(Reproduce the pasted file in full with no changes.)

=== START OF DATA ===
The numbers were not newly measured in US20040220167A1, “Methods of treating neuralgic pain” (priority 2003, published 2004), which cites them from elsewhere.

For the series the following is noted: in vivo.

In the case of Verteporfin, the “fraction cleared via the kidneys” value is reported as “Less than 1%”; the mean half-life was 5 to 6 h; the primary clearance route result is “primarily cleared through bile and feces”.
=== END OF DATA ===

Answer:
The numbers were not newly measured in US20040220167A1, “Methods of treating neuralgic pain” (priority 2003, published 2004), which cites them from elsewhere.

For the series the following is noted: in vivo.

In the case of Verteporfin, the “fraction cleared via the kidneys” value is reported as “Less than 1%”; the mean half-life was 5 to 6 h; the primary clearance route result is “primarily cleared through bile and feces”.